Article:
Importantly, the Fitch revision statement does confirm that there are no changes in the Namport specific fundamentals that relate to its capacity to meet its obligations to its creditors and stakeholders” he added.
NamPower’s managing director Simson Haulofu cautioned that if there happens to be a downgrade on Government’s rating, then automatically NamPower will be downgraded as well given the fact that it is a wholly owned Government entity.
“This means that funding will become more expensive, putting pressure on the cost of new projects. This will in turn result in increased costs of electricity,” he said.
NamWater yesterday said it is set to hold a meeting on Monday to discuss the revised ratings.
Future developments that could result in a downgrade for the parastatals include a failure to narrow the fiscal deficit leading to continued rise in the government debt/GDP ratio as well as failure to narrow the current account deficit or significant drawdown in international reserves.
Deterioration in economic growth has also been cited as a development that could result in a downgrade.
Future developments that could result in the outlook being revised to stable include a narrowing of the budget deficit consistent with a stabilisation of the government debt/GDP ratio and a marked improvement in the current account balance and increase in foreign exchange reserves.
Key rating drivers
The rating actions follow the revision of the Outlook on Namibia’s Long-Term IDRs and National Long-Term ratings to Negative from Stable. Fitch’s assessment of fundamental issuer-specific credit considerations remains unchanged.
Long-Term Foreign Currency IDR affirmed at ‘BBB-’; Outlook revised to Negative from Stable.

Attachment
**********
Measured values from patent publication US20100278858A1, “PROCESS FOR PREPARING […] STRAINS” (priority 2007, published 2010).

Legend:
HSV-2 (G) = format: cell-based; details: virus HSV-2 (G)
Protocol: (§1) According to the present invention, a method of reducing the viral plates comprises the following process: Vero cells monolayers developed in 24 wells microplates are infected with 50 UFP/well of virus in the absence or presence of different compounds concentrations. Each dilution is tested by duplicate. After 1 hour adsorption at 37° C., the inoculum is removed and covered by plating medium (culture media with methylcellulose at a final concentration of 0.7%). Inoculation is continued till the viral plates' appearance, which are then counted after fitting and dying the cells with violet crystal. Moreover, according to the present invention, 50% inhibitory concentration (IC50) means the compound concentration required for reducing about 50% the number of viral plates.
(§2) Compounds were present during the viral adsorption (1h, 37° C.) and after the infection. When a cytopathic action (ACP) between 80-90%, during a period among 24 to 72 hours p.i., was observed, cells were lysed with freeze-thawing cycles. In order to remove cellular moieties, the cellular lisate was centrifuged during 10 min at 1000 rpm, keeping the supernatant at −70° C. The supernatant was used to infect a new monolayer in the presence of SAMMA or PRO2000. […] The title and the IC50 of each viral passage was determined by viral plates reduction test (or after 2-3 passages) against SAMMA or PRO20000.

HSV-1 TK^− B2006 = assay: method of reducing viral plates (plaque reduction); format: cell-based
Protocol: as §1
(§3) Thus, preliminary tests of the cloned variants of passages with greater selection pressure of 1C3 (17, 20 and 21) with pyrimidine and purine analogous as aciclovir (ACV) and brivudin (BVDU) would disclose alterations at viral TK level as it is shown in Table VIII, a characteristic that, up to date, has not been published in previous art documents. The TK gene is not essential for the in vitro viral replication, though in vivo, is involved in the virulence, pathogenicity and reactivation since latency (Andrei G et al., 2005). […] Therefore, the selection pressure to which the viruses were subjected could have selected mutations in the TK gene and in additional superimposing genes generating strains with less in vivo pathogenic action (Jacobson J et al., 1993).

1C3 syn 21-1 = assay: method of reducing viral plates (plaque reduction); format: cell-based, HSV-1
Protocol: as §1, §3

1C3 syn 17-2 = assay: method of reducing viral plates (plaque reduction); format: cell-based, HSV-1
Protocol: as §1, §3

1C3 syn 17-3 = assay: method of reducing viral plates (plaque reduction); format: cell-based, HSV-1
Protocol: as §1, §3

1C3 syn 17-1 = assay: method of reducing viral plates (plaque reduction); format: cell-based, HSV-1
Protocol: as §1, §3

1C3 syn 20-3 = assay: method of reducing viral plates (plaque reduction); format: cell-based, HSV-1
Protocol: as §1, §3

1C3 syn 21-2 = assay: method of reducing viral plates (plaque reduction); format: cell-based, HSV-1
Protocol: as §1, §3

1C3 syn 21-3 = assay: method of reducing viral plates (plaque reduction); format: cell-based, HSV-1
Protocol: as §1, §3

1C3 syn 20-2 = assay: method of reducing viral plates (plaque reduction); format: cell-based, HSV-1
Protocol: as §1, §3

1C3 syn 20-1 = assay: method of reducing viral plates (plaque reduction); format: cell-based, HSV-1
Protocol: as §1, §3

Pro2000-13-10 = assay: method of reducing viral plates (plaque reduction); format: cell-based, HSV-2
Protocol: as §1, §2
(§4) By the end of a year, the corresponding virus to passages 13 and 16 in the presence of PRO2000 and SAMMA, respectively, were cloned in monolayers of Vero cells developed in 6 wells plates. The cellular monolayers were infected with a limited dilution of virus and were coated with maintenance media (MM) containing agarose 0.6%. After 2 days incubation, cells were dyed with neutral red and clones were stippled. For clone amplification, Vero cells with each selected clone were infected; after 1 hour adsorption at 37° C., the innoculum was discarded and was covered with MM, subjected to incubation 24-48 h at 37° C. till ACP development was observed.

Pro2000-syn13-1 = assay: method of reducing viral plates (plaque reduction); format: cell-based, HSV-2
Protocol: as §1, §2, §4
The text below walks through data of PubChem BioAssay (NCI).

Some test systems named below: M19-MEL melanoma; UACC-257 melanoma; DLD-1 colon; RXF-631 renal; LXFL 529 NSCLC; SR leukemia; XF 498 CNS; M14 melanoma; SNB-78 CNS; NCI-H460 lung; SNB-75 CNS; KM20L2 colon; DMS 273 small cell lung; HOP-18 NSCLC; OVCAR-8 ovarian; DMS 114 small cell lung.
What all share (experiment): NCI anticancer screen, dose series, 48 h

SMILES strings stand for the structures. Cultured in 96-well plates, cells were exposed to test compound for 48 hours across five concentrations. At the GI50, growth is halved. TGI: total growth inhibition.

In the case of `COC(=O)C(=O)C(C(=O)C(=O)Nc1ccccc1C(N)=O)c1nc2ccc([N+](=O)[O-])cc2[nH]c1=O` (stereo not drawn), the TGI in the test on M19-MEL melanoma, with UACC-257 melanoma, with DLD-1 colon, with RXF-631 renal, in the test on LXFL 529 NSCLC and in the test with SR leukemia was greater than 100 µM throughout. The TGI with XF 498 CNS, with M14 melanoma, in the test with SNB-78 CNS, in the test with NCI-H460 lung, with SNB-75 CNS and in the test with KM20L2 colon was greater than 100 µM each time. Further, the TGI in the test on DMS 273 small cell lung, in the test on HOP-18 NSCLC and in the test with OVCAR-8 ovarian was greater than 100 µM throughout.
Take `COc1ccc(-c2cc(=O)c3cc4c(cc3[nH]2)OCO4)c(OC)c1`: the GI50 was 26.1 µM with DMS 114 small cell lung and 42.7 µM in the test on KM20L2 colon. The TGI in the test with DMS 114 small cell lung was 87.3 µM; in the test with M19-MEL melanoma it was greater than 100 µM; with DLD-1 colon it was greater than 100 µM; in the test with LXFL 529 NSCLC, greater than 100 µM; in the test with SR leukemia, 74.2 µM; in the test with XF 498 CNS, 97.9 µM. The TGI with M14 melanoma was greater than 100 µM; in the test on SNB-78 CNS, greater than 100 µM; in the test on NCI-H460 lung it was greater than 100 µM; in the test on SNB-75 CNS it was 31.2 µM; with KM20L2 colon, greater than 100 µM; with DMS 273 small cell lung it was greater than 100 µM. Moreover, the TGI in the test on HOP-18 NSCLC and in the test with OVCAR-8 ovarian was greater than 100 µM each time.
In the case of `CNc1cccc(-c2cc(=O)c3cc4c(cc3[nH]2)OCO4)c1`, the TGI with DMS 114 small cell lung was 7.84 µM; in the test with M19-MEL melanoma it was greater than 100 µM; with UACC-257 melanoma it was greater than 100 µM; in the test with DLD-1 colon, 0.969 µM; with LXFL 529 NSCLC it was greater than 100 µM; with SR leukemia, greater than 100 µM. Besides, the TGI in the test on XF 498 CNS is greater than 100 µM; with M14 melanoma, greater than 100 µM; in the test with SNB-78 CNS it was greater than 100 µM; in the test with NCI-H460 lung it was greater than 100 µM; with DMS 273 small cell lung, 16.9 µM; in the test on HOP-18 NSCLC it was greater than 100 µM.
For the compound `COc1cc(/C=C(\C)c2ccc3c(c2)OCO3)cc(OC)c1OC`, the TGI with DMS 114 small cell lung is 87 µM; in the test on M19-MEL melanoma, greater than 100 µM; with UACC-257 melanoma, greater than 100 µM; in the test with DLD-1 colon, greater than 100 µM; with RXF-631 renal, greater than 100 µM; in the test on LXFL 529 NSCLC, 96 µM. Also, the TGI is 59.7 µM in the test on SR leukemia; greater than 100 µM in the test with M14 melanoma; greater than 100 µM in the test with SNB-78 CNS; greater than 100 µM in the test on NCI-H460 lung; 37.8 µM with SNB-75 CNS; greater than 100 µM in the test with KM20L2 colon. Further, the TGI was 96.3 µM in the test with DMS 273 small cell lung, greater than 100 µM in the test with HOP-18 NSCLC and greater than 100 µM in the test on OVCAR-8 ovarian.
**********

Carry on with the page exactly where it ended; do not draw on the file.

NamWater’s linkage with the Namibian remains strong in accordance with the agency’s ‘Parent and Subsidiary Rating Linkage’ criteria. “However, the lack of strong legal links means that we would view the links as supporting the utility’s rating at one notch below the sovereign rating. As such, NamWater’s standalone profile drives the ratings.”
The Outlook on NamWater’s ratings is now constrained by the Outlook on Namibia’s ratings, said the rating agency.
Namibian Ports Authority
National Long-Term rating affirmed at ‘AA+(zaf)’; Outlook revised to Negative from Stable and National Short-Term rating affirmed at ‘F1+(zaf)’
NamPort’s ratings remain aligned to those of the Namibian sovereign, based on Fitch’s assessment of its legal, operational and strategic ties with the state as strong in accordance with the agency’s ‘Parent and Subsidiary Rating Linkage’ criteria.
Namibia Power Corporation (Proprietary) Limited Long-Term Foreign Currency IDR affirmed at ‘BBB-’; Outlook revised to Negative from Stable
Short-Term Foreign Currency IDR: affirmed at ‘F3’
National Long-Term rating affirmed at ‘AA+(zaf)’; Outlook revised to Negative from Stable and National Short-Term rating affirmed at ‘F1+(zaf)’.
Telecom Namibia Limited
Long-Term Local Currency IDR: affirmed at ‘BB’; Outlook revised to Negative from Stable and the National Long-Term rating affirmed at ‘A-(zaf)’; Outlook revised to Negative from Stable.